''Whatever the rights of tenants may originally have been in these provinces, Act X of 1859 was the first legislative enactment which recognised or conferred the right of occupancy upon cultivators who had occupied their holdings for twelve years and upwards.' He also observed that under Section 6 of this Act as held by a Full Bench of the Calcutta High Court in Narendra Narayan Roy Chowdhry v. Ishan Chandra Sen, (1874) 13 Beng LR 286 that the right of occupancy was not transferable; that it was a right to be enjoyed by the person who held or cultivated and paid the rent and had done so for a period of twelve years. He also observed that it was both by this Court and by the High Court of Calcutta that local custom would entitle the occupancy tenant to transfer his holding.
6. These observations show that this Act is extant and applicable in the district of Banaras. The mortgage in the instant case was of the year 1869 when the Act of 1859 was in force. In our view that Act could govern the parties. A learned Single Judge of this Court in the case of Biswanath Singh v. Sunder, 1962 RD 321 held that the Act of 1859 was applicable in this State.
7. In this case it has further been held that the consensus of view was that the rights of occupancy tenant governed by the 1859 Act were not transferable except Under a custom.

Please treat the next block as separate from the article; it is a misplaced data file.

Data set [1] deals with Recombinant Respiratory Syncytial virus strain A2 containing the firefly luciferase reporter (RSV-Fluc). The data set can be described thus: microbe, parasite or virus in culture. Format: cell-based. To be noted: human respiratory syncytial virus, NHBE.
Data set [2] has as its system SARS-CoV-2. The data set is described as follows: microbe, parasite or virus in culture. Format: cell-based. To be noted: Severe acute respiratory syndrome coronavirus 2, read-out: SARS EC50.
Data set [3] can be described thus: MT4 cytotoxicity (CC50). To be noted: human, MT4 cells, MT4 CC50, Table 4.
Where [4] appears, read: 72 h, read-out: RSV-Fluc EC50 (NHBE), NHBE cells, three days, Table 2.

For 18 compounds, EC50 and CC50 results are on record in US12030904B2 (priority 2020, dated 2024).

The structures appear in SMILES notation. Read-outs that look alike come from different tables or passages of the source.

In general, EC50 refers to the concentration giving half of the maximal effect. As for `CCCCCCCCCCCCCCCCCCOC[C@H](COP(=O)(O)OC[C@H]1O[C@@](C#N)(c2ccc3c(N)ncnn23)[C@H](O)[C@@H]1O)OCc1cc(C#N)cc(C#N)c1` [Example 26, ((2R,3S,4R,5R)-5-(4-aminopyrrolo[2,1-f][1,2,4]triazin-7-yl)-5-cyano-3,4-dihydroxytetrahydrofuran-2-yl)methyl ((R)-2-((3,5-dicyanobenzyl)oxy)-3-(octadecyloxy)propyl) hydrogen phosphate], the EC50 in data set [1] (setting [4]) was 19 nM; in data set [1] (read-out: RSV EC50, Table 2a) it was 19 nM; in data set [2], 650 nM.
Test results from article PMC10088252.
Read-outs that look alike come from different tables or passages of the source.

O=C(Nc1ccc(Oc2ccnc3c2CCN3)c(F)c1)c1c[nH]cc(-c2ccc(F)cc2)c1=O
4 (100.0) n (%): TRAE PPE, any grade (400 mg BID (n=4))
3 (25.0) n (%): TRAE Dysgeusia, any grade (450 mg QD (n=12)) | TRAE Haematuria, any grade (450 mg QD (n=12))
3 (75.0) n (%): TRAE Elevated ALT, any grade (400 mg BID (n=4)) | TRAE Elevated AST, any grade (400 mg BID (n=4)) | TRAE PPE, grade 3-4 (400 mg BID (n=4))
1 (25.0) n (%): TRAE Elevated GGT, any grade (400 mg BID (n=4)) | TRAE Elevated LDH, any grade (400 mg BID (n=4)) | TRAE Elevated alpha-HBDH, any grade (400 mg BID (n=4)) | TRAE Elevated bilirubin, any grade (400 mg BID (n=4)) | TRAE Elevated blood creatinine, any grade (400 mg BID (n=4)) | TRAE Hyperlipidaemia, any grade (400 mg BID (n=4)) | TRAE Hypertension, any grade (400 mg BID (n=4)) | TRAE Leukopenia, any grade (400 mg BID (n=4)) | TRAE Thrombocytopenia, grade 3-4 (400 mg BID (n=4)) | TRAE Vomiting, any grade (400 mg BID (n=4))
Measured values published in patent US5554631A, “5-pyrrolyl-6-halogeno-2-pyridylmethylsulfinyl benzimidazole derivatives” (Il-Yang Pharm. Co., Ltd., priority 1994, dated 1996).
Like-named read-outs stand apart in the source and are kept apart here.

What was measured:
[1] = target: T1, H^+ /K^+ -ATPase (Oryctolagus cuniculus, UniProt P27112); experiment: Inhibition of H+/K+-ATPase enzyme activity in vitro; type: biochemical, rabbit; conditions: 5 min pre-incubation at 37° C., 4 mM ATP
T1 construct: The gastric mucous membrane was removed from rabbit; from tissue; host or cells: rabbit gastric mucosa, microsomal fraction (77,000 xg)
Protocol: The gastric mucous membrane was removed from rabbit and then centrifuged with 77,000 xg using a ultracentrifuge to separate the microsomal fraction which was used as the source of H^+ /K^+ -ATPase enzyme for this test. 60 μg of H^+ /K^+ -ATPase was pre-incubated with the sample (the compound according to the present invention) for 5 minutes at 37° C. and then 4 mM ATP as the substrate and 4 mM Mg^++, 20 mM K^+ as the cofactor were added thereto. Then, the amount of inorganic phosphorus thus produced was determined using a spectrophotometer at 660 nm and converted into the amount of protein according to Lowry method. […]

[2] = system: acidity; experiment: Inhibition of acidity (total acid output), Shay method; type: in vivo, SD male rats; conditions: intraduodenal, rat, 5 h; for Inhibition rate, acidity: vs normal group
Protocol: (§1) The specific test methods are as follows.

8. The position, therefore, seems to be that the same position obtained in these provinces under the Act of 1859 as it did under the Act of 1881, which was the subject-matter of decision by a Full Bench in the case of Khiali Ram v. Nathulal, (1893) ILR 15 All 219. On a review of the various legislative enactments and decisions of this Court it was held in the case of Barhu Singh v. Kharpattu : AIR1956All337 :--
'A usufructuary mortgage of an occupancy holding created when the N. W. P. Act No. XII of 1881 was in force, must be treated as a valid transaction, but in a qualified sense, i.e., in the sense of sub-letting with a covenant that the mortgagor will not be entitled to recover possession without payment of the mortgage money; and further that a transfer of the occupancy holding was not created by the mortgage but a mere right to occupy the holding was created upon certain covenant. In this view of the matter it must be held that the mortgagee of an occupancy holding under the Rent Act of 1881 would have no right to claim extinguishment of the mortgagor's interests in the property by the enforcement of the rights created by the mortgage. If the mortgagee does not get any interest in the occupancy holding, he cannot claim to obtain that interest by expiry of the period of limitation fixed for the redemption of the mortgage. The right of redemption of the mortgagor in a usufructuary mortgage of this nature will therefore not be deemed to have become barred by lapse of time under Article 148 of the Limitation Act, and the mortgagor can institute a suit for possession at any time upon payment of the mortgage money, because his cause of action for recovery of possession would accrue upon his demand for possession upon payment of the mortgage money and refusal thereof by the mortgagee.'